12. 12. •As a result of these circumstances, Aboriginal students may be penalized by a number of common assessment practices, including: • single rather than multiple assessment methods • inflexible deadlines • time-limited assessments • marks awarded for class participation and effort • awarding zeros for incomplete or missing assignments • failure to match testing to teaching • surprising students with pop quizzes • grading first efforts, rather than providing ample time for teaching, practice and feedback before evaluating products. Culture and Assessment Contd...
  13. 13. •If a student’s absenteeism is adversely affecting that student’s learning, discuss this with the student and his or her family. •Work together to develop strategies that respect family and cultural values, and support improved attendance. Culture and Assessment Contd...
  14. 14. Assessment Strategies Appropriate for FNMI Students • Self-Evaluation • Multiple Assessment • Using a Rubric •Giving Clear Expectations
  15. 15. Student self-evaluation is an especially appropriate form of assessment for Aboriginal students because it encourages independent learning through the awareness and development of inner control and responsibility, both of which reflect strong cultural values. Self-evaluation is useful for a number of reasons: •By learning how to evaluate their own work, students become better writers. • Self-evaluation builds motivation. Students are more likely to take responsibility for their work, to persist through challenges and to gain confidence in their own ability. •Improves student attitudes towards evaluation. With age, students tend to become cynical about traditional grading methods, but when self-evaluation contributes to final grades, they are more likely to report that the overall evaluation process has been fair and worthwhile. Self-Evaluation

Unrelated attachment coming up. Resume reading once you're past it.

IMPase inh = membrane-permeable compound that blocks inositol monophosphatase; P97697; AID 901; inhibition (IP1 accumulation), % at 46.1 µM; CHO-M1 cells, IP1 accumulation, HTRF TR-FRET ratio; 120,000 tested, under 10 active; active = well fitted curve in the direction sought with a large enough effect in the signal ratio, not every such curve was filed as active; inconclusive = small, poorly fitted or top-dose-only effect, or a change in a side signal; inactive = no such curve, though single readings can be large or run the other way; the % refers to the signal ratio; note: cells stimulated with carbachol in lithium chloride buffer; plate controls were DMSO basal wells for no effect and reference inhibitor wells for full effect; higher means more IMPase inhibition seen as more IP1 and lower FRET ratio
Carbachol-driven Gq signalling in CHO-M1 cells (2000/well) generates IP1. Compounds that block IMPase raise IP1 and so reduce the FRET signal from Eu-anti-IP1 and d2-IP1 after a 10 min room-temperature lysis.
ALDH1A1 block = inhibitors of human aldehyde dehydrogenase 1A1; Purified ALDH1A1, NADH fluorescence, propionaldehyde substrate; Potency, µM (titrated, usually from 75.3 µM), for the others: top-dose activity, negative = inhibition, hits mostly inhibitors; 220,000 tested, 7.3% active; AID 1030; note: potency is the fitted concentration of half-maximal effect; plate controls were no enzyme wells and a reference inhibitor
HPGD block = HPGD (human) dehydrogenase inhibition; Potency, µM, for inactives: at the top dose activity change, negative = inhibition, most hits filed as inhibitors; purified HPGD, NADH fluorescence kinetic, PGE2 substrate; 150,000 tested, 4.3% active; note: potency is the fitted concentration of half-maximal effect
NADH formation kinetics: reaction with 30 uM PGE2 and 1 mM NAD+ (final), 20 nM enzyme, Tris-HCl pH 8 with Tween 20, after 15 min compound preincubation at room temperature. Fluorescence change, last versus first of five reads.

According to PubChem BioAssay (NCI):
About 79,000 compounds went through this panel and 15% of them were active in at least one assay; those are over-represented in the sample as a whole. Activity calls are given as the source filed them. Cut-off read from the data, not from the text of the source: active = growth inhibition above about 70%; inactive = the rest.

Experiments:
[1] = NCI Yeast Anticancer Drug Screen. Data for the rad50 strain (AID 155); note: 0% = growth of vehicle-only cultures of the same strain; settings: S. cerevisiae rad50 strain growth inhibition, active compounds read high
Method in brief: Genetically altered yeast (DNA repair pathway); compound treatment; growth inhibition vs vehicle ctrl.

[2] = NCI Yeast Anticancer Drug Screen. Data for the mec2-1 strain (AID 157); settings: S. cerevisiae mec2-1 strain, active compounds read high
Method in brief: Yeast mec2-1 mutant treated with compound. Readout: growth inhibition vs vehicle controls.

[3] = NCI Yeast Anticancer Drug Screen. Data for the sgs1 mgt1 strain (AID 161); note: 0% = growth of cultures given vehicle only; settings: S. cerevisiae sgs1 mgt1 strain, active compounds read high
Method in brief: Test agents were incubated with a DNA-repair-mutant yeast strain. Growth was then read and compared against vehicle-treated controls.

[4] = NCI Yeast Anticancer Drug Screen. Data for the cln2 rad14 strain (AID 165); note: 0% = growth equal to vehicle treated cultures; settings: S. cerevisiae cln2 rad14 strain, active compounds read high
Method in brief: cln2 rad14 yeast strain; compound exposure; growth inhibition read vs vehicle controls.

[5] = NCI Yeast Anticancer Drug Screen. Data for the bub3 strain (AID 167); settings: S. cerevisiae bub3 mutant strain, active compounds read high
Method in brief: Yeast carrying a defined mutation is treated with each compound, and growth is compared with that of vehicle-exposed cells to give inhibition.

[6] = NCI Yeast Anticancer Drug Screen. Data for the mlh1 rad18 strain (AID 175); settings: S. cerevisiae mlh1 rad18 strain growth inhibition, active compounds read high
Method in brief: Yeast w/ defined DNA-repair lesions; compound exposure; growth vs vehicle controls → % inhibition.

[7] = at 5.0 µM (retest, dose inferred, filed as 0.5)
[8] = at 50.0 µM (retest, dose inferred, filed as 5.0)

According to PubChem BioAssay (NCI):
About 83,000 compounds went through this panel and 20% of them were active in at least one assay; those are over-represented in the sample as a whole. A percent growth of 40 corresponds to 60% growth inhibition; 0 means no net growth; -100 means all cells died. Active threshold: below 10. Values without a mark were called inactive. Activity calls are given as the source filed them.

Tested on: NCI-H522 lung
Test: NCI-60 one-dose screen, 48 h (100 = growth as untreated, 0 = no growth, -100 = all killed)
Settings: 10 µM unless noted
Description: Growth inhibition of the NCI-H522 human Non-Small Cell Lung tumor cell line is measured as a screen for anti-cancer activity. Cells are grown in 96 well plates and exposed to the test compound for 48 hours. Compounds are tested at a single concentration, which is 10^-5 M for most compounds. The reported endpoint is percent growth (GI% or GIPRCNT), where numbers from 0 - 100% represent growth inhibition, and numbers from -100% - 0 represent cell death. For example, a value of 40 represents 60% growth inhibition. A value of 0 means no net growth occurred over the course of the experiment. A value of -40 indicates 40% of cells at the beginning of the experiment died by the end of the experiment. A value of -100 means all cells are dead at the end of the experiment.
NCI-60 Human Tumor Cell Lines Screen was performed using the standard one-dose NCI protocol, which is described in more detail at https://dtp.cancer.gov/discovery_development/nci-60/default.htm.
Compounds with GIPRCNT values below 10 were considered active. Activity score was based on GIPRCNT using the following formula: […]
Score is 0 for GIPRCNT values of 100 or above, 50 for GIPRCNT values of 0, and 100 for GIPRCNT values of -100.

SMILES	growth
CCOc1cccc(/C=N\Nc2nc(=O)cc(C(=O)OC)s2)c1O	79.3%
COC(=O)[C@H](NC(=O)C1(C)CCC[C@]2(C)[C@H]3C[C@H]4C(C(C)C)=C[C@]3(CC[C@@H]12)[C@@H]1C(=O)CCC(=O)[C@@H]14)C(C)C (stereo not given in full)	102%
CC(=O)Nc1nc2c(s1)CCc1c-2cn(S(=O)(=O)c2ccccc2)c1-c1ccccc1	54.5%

16. 16. Multiple assessment methods are effective because they: • create opportunities for Aboriginal students to demonstrate their learning in a variety of ways, such as through presentations, creation of products or written work. • accommodate individual differences, learning preferences and learning strengths. Multiple Assessment
  17. 17. Examples of opportunities for multiple assessment include learning tasks such as: • Venn diagrams • mathematical word problems • scripts for radio shows • reactions to guest speakers, films or videos • artwork/photographs • storyboards • presentations • raps and poems • reflective learning logs. Multiple Assessment Contd...
  18. 18. •Rubrics are an effective form of assessment to use with Aboriginal students because they clearly and concisely convey assessment expectations. •They show the student both the goal of the task and the steps to take in order to reach that goal. Using a Rubric
  19. 19. •To use rubrics effectively with FNMI students, consider the following strategies. • Present a rubric, or construct it in partnership with students prior to beginning the task or assignment. • Help students examine and analyze samples of work that meet the rubric’s various levels of criteria. Discuss how these examples could be improved through revision. • Rubrics are especially effective in assessing presentations, performances, visual work, and more complex and comprehensive learning activities. When using rubrics for these tasks, it is important to ensure that the assessment criteria move beyond basic knowledge and comprehension, and into higher-order thinking skills that express an understanding of basic knowledge. Using a Rubric Contd...